June 17, 2024

BONTOC, Mountain Province – With the occurrences of forest fires in the province, the Sangguinang Panlalawigan passed an ordinance creating the “Forest Fire Prevention Ordinance”, which provides an incentive-based mechanism to prevent or mitigate forest fires.

Ordinance 531 encourages landowners, residents, and stakeholders to implement fire prevention and mitigation measures; promotes sustainable forest management practices that reduce the risk of forest fires; and enhances community resilience and preparedness in the face of forest fire threats.

The ordinance offers cash incentives and rewards to encourage individuals, businesses, and organizations to adopt behaviors and practices that reduce the risk of forest fires.

Section 7 of the ordinance provides the incentive mechanisms – P10,000 will be given to barangays that did not incur forest fires upon validation.

The amount is on top of the P30,000 annual financial assistance to every barangay in the province.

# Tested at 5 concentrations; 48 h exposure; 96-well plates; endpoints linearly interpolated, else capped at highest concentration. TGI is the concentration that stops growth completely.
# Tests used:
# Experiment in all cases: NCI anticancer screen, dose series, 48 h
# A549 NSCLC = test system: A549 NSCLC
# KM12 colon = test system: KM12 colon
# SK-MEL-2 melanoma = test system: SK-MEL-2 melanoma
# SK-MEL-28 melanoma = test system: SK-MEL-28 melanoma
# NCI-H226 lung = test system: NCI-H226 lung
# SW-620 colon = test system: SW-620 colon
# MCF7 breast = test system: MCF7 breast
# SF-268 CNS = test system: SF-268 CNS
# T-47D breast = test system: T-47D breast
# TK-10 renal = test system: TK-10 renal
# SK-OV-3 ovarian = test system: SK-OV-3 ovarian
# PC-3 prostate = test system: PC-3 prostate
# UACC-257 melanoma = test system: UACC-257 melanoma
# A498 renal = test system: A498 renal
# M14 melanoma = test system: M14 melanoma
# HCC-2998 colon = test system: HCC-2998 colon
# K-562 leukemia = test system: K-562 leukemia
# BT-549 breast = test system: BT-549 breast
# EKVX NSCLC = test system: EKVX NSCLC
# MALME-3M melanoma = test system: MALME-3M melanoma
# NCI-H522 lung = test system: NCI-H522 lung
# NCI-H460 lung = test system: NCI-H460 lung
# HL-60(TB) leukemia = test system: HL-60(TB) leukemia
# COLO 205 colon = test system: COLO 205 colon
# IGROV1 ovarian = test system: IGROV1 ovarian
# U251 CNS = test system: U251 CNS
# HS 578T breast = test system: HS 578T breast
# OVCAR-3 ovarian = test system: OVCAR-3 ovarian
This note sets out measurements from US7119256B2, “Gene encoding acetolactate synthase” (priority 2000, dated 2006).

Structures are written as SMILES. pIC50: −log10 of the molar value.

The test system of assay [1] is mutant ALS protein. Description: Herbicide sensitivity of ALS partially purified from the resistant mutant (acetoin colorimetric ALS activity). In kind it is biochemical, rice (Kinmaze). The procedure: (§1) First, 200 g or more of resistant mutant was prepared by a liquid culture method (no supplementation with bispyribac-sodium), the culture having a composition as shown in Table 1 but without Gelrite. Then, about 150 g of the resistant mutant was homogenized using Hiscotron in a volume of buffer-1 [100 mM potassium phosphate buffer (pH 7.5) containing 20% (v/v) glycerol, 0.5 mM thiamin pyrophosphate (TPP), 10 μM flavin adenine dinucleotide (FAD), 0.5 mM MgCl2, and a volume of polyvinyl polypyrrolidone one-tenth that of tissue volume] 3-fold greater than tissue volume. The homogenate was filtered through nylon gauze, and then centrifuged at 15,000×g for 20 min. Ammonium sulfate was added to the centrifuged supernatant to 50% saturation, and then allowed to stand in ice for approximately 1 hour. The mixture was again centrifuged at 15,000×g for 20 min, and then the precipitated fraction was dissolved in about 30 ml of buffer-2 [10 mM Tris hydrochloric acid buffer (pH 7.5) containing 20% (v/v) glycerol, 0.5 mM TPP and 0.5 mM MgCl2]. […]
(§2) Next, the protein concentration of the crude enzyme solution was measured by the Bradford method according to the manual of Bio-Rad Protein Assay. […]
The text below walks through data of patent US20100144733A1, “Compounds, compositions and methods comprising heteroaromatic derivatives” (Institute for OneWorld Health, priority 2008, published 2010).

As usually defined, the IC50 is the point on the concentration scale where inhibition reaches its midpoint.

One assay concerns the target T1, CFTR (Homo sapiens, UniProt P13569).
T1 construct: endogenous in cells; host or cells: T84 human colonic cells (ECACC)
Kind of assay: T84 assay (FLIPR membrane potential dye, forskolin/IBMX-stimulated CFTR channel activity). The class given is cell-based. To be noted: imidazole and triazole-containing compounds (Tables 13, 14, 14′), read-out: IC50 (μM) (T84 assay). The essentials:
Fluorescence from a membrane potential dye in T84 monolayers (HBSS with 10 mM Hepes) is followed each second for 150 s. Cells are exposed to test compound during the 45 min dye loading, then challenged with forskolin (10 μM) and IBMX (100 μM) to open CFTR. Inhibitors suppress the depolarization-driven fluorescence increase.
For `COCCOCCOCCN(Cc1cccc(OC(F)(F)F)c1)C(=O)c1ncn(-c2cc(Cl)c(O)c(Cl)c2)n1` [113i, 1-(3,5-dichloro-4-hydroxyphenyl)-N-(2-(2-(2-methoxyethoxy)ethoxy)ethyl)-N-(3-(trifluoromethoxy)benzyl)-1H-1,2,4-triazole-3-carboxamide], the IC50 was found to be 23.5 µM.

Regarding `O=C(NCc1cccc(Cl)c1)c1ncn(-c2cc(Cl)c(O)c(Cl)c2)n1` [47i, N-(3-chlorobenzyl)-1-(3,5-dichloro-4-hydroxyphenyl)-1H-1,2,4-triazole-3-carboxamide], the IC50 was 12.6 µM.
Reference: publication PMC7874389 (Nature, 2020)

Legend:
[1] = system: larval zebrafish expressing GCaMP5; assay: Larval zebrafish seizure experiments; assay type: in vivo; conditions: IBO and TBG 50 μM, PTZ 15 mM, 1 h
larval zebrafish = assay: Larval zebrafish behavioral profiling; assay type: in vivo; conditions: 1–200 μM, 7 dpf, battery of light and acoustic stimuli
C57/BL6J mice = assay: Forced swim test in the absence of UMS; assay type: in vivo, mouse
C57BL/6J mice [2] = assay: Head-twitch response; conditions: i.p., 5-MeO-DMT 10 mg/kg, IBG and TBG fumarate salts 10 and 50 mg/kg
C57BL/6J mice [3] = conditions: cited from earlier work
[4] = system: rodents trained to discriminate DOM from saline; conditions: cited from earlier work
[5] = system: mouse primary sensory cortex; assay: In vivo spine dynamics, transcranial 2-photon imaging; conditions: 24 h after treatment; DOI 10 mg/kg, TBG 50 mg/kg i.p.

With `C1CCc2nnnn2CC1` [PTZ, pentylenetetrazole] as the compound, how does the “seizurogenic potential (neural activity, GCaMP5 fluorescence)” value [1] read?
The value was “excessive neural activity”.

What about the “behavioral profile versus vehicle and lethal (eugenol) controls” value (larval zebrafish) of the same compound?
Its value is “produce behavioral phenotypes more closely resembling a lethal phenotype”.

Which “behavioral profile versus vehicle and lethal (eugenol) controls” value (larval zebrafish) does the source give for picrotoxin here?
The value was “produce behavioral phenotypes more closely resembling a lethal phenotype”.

The provincial government will be allotting a yearly amount for the incentive of any or all the 144 barangays that did not incur forest fire in their jurisdictions.

It will also recognize and award individuals, businesses, or organizations that will demonstrate exemplary efforts in forest fire prevention and mitigation through awards, certificates of appreciation, or public recognition.

The Mountain Province Environment and Natural Resources Office (MPENRO) shall lead in the implementation of the incentive program and ensure compliance with established guidelines.

The MPENRO, together with the Provincial Environment and Natural Resources Office and the Bureau of Fire Protection, shall establish procedures for the implementation and administration of the incentives program, including application processes, eligibility criteria, and monitoring and evaluation mechanisms.

Under Section 6 of the ordinance, forest fire prevention measures include activities such as creating and maintaining firebreaks; conducting prescribed burns or controlled burns under approved plans; implementing fuel reduction measures, such as thinning and pruning; investing in fire-resistant building materials and infrastructure; prevention activities from January to February before the Fire Prevention Month in March and in collaboration with water delivery groups; conduct fire suppression drills along roads.

Forest fire drills are still being conceptualized by the PDRRMO. – Erwin S. Batnag